We’re back and we’re facing the inevitable. All good things must come to an end, and this includes our look at beginnings, middles and ends in roleplaying games. Our previous two episodes examined how to start a game session and what to do once it’s underway. Now, we’re wrapping up with an in-depth look at the end. Or ends, to be precise.
While a strong beginning is essential to get things moving and the middle takes up most of a game, the end tends to be what people remember. If your game has a dramatic, action-packed or emotional ending, your players will probably talk about it for years afterwards. If the end of the game is a damp squib, they are also likely to talk about it, just maybe in less glowing terms.
We start our discussion by working out just when we should end a game, move on to techniques for building up to the end and then wrap things up with an examination of endings themselves. Oh, and then we talk about what to do after the end. Apparently, things aren’t always as final as they seem.
In the intro, Paul makes mention of The Grogzine, the fanzine put out by our friends at The Grognard Files. Like our own publication, The Blasphemous Tome, this is a ‘zine created for those who back the podcast on Patreon. If you long for the days when White Dwarf published material for Runequest and Call of Cthulhu, this is the ‘zine for you.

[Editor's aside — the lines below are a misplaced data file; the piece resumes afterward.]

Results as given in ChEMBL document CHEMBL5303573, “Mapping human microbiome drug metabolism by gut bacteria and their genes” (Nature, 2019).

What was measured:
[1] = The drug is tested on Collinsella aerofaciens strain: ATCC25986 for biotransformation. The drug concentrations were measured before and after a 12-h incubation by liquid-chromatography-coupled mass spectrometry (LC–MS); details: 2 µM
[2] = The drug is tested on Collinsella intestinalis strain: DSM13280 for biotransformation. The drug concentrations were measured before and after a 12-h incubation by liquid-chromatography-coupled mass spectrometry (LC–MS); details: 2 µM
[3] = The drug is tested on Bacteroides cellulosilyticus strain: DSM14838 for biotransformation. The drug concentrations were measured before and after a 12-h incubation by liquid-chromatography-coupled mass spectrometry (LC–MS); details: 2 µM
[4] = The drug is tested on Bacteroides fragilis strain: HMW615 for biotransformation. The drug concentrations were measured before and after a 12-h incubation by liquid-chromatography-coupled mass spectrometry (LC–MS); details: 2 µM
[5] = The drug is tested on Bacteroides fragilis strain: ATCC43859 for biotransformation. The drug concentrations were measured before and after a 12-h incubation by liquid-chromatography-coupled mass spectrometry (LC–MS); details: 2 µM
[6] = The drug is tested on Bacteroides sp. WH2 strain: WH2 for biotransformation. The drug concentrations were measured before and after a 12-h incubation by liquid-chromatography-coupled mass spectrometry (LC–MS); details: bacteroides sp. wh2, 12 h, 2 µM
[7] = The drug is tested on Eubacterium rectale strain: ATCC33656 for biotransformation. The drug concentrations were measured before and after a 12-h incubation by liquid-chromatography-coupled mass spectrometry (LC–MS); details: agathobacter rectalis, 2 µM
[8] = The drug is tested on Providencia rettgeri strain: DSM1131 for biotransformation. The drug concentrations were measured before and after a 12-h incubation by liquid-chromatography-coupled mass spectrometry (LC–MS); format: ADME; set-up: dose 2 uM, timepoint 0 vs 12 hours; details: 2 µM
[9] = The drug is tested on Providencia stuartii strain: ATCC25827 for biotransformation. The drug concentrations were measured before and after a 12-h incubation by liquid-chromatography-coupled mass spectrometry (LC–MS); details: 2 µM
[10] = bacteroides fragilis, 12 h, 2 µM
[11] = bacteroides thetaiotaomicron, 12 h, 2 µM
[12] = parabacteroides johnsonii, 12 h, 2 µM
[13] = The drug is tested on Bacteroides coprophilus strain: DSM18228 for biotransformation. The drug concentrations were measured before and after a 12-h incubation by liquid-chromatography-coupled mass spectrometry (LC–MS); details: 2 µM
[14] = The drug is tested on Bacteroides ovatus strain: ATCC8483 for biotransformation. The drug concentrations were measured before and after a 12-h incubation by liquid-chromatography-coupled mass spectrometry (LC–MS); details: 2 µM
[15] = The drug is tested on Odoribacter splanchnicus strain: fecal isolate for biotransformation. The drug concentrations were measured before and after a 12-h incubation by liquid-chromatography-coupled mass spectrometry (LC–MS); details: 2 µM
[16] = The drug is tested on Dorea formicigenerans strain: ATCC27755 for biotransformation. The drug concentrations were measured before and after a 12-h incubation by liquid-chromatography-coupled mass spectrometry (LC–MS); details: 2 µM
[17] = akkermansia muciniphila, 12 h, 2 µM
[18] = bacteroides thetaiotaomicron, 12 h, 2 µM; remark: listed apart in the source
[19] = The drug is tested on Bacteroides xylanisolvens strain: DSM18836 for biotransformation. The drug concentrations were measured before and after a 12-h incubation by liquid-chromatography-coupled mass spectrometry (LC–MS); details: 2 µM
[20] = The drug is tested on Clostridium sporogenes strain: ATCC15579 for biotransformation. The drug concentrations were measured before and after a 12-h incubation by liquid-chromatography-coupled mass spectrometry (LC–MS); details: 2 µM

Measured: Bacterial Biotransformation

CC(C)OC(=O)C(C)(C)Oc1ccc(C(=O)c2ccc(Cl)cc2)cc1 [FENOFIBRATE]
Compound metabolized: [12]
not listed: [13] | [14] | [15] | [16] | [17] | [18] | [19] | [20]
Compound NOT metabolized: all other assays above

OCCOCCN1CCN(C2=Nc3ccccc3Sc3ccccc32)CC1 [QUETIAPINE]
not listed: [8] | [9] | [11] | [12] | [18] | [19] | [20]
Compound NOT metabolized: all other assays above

There is more singing in this episode. If you have been lucky enough to escape our musical endeavours so far, I really should explain. When a generous and brave soul pledges at the $5 level on Patreon, we literally sing their praises. Well, it started out like that. Now we make strange sounds and Paul mixes them into an aural nightmare.
We are still accepting submissions for issue 2 of The Blasphemous Tome. As mentioned, we produce the fanzine exclusively for our backers, and everyone who donates money via Patreon receives at least one copy. Our original plan was to cut off submissions in mid-November. Predictably, we’re running late. If you have a piece of original artwork or a short article (under 500 words, ideally) that you would like to submit, please send it to us by the end of December. We are also interested in the most blood-curdling, sanity-blasting or toe-curling descriptions of monsters you can come up with. You can use the contact form on this very website or get in touch with us on Google+, Facebook or Twitter.
In case you’ve never noticed, Paul often sneaks little outtakes into the dead space beyond the end of an episode. Think of them as hidden tracks, but with more giggling. The outtake in this episode is longer than all the others put together. It also contains more swearing than an average episode of Deadwood. Why? Well, look above and below for a clue…